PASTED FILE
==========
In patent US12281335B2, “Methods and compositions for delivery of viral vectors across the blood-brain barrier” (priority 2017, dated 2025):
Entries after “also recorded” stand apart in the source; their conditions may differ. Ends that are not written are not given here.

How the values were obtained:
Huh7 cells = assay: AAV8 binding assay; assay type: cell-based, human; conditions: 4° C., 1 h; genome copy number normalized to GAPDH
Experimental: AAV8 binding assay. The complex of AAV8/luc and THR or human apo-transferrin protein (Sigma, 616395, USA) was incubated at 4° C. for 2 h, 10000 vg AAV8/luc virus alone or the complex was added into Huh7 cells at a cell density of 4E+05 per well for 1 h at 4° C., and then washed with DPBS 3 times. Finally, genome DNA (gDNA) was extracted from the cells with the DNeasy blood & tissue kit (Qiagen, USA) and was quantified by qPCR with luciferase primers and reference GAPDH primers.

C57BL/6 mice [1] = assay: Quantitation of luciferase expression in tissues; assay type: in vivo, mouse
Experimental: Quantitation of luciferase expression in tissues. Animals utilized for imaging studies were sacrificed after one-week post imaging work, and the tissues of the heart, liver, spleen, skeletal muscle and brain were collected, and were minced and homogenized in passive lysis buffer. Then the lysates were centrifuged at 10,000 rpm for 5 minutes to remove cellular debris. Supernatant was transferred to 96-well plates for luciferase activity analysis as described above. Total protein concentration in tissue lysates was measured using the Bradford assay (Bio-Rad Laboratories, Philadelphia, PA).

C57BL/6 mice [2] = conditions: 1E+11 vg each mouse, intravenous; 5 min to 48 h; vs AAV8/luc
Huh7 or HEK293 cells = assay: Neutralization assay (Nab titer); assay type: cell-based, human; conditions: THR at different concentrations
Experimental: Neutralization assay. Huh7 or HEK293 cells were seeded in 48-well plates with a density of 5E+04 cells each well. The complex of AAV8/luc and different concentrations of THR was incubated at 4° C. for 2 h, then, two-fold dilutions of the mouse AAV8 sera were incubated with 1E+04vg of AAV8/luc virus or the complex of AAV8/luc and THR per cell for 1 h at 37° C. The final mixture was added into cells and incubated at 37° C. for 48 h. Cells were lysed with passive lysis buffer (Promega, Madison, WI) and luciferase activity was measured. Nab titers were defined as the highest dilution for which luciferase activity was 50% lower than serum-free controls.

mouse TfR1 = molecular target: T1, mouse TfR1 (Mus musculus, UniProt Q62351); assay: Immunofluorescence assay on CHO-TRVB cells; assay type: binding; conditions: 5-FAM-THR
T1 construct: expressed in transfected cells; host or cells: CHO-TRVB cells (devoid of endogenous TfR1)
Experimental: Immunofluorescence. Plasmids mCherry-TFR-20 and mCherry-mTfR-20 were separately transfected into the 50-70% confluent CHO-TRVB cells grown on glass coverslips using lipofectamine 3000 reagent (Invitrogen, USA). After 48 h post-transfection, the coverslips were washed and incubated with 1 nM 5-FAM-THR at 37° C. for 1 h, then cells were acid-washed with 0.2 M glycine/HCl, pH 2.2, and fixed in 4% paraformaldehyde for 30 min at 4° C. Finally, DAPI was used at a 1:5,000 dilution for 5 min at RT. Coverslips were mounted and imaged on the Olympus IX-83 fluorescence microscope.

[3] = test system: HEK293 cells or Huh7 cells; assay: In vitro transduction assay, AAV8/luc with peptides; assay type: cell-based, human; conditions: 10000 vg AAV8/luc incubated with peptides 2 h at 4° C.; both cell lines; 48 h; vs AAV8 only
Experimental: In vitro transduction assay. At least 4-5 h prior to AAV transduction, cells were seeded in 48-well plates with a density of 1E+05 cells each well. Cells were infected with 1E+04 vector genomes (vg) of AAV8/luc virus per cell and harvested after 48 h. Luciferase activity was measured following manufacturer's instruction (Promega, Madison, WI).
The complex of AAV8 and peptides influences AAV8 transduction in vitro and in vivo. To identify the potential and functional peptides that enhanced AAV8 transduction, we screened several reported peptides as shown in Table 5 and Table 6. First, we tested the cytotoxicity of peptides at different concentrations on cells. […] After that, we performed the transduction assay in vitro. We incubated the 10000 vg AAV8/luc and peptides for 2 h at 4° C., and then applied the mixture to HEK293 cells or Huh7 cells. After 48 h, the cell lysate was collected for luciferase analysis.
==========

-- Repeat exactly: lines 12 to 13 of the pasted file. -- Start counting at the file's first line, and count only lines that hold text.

T1 construct: expressed in transfected cells; host or cells: CHO-TRVB cells (devoid of endogenous TfR1)
Experimental: Immunofluorescence. Plasmids mCherry-TFR-20 and mCherry-mTfR-20 were separately transfected into the 50-70% confluent CHO-TRVB cells grown on glass coverslips using lipofectamine 3000 reagent (Invitrogen, USA). After 48 h post-transfection, the coverslips were washed and incubated with 1 nM 5-FAM-THR at 37° C. for 1 h, then cells were acid-washed with 0.2 M glycine/HCl, pH 2.2, and fixed in 4% paraformaldehyde for 30 min at 4° C. Finally, DAPI was used at a 1:5,000 dilution for 5 min at RT. Coverslips were mounted and imaged on the Olympus IX-83 fluorescence microscope.